Forest and peat fires are emerging as a global threat and are driving a public health emergency in Southeast Asia. Indonesia is the front line. And it's here where much of the smoke, known as the Haze Wave, originates.

Indonesia's peat stores a massive amount of carbon – up to 60 billion tonnes, which makes it a virtual carbon bomb if even some of it was released into the air. And that's not to mention the untold amounts of air pollution to metropolises across the region, including Singapore.

Over 75% of fire hotspots in Indonesia occur on peatland: partially decayed, dead vegetation which has accumulated over thousands of years and is typically saturated with water – it is virtually impossible to set alight in its natural state. But when they are cleared and drained to make way for plantations like palm oil and pulp and paper, this carbon-rich material becomes tinder dry – and vulnerable to fires.

Drainage effects on a peatland dome modified from Delft hydrolics 2006
Natural situation
Continued drainage
End stage
Peat accumulates over thousands of years, sequestering carbon from the forest above and creates a waterlogged dome between 5 - 50km in diameter. The water table lies close to the surface When sections of the peat surface is deforested and drained, the water table is lowered, preventing further carbon intake. Once exposed to the air, peat starts to decompose. Decomposition of dried out peat releases C02 and causes land subsidence. With dried out peat comes a high fire risk of long term smouldering underground fires. Unless conservation/mitigation measures are taken, within decades, most of the carbon above the drainage limit will have been released and the land will have subsided.

It's affecting YOU.  

Satellite image of the haze pollution engulfing Southeast Asia

The Haze Wave has an insidious affect on the health of the millions living in Sumatra and the region. Modeling attributes an average of 110,000 deaths a year in the region to these fires, primarily associated with long-term seasonal exposure to smoke particles (Johnston et al., 2012). This rises to nearly 300,000 deaths during an El Niño year, when droughts are longer and more severe (Johnston et al., 2012). The fires also pump planet-warming carbon into the air - Indonesia's peatland conain a whopping 60 billions tonnes of carbon. Releasing all of this carbon would be catastrophic for us all.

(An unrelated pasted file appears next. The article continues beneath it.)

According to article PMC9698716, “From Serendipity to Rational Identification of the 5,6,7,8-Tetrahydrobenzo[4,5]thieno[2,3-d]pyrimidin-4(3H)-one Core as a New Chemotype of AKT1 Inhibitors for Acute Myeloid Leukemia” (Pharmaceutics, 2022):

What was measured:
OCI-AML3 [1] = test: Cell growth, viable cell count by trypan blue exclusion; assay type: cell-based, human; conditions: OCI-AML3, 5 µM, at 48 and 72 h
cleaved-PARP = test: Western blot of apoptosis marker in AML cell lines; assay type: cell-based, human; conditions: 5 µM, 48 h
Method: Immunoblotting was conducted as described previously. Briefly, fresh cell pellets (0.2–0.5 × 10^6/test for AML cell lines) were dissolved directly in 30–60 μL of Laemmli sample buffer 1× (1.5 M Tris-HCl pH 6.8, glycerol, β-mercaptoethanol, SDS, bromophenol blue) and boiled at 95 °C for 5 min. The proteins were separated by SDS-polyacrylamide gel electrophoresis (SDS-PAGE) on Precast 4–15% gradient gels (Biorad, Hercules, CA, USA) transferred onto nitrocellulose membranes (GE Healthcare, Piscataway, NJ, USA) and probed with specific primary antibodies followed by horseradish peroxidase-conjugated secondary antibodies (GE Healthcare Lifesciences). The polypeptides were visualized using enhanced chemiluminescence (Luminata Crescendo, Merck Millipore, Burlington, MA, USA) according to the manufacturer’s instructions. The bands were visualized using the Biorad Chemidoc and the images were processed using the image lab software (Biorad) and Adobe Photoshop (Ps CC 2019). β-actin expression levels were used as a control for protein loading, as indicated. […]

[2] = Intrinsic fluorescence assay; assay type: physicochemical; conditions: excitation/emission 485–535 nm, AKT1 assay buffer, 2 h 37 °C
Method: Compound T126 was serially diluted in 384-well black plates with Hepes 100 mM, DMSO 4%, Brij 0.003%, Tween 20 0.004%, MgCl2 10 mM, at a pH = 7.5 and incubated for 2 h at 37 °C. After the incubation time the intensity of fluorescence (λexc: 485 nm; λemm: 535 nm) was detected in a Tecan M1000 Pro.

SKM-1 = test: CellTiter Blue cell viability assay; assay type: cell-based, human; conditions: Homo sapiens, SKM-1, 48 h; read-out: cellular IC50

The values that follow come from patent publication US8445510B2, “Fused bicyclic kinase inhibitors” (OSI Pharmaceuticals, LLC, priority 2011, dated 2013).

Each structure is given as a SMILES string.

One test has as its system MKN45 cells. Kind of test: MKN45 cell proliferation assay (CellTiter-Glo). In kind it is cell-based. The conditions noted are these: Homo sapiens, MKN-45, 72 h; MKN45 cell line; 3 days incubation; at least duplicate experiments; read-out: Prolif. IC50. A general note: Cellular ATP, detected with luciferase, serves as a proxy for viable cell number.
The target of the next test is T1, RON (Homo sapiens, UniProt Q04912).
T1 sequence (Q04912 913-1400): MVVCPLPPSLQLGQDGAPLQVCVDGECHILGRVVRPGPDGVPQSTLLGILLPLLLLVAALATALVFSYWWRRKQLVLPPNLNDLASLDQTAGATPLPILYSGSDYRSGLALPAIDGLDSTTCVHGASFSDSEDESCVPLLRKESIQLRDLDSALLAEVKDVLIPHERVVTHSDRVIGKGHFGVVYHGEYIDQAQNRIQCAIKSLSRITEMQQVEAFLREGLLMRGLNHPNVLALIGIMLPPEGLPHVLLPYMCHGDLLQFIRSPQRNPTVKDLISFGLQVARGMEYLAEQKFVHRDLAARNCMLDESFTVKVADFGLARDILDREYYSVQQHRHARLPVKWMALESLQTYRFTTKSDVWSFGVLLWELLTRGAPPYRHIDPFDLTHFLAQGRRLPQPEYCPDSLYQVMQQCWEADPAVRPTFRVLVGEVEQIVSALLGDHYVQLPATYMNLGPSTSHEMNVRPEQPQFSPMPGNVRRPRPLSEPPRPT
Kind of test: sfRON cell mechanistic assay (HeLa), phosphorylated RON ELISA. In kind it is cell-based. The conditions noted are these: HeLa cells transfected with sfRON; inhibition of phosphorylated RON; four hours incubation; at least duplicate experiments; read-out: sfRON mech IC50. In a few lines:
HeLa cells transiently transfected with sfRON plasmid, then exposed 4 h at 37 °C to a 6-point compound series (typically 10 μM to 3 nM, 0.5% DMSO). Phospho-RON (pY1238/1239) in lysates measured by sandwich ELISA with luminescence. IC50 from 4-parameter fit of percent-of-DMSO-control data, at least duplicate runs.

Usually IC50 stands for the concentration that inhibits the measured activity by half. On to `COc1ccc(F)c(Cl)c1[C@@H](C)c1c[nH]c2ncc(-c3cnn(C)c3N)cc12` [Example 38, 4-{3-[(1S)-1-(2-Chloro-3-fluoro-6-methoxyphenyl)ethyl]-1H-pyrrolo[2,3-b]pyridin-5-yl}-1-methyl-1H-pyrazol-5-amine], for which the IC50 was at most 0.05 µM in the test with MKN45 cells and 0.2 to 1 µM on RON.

Community response. View over the Kerumutan Peat Swamp Forest  important habitat for the critically-endangered Sumatran tiger. People sit along the Marina Bay Sands Skypark area as haze covers the city. At a traffic junction a trishaw driver waits for business as local people wearing pollution protection masks walk by. >Firefighters rush to the scene. Air pollution. Aerial view of destruction. Smoke from forest fires in natural forest lacking any commercial timber

 The Haze: Ground Zero

Some of the hardest hit by the peat fires are communities in Sumatra. Greenpeace has helped tell the story of families whose livelihoods have been impacted by the fires.

Who to blame?

Peat forests fire in PT Arara Abadi area in the village of Teluk Meranti, Pelalawan, Riau, Sumatra. © Rony Muharrman / GreenpeaceOperating under weak and poorly enforced laws, industrial plantations are continuing to lay the foundations for next year's haze. Plantations in Indonesia feed a massive global appetite for commodities like palm oil and pulp and paper, and are a massive source of income for a country that rapidly wants to develop. From plantations to supermarket shelves around the world, businesses are trading deforestation and peatland destruction.


Protecting all forests and peatland is the best long-term solution to the Haze wave.

  1. Laws must be changed and strengthened.The outgoing President of Indonesia has a chance to firmly establish his "green" legacy before it goes up in smoke. Legislation must be urgently passed to protect all forests and all peat, no matter how deep it is or whether it is in existing concessions or not. The government must also take other measure such as clearing the web of confusing contradictory policies across different sectors, and create a transparent and credible system mapping land use and ownership.

  2. Companies must end their role in peat and forest destruction. Companies operating in risky areas like Sumatra need to recognize there is a problem and then choose to be part of the solution. This starts with a commitment to No Deforestation, which means immediately stopping the bulldozers while implementing its commitment. Already there has been a wave of momentum: from household brands through to producers on the ground. 

You can be part of the solution

With the fire season reaching its peak we are busy analyzing satellite images and monitoring the ground.When we find something you will be among the first to know! And then we'll let you know how to take action to help stop the haze!


Johnston, F., Henderson, S., Chen, Y., Randerson, J., Marlier, M., DeFries, R., Kinney, P., Bowman D & Brauer, M. 2012. Estimated global mortality attributable to smoke from landscape fires. Environmental Health Perspectives 120: 695-701.